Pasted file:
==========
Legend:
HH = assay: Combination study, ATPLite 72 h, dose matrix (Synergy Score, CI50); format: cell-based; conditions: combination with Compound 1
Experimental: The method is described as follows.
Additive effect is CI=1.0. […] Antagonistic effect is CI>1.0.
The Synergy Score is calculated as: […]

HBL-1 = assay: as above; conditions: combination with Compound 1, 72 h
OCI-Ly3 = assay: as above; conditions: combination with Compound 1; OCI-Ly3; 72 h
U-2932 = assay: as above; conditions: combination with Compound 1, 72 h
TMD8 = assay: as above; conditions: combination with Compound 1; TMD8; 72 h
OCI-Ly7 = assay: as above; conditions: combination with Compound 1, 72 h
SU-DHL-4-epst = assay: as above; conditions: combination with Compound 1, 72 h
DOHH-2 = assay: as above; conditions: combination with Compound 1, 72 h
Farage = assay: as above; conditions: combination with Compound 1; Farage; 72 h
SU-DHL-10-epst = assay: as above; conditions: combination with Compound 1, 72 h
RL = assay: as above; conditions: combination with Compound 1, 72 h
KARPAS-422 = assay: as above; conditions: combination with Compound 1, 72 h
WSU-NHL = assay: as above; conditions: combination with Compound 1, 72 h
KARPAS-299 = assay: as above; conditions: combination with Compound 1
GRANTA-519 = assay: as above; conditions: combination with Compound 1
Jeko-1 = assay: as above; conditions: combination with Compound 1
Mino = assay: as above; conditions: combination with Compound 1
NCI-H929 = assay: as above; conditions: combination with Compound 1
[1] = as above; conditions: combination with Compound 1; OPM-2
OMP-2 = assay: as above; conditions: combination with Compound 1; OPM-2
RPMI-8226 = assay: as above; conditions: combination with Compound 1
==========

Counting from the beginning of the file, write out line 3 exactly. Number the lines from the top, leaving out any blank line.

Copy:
Experimental: The method is described as follows.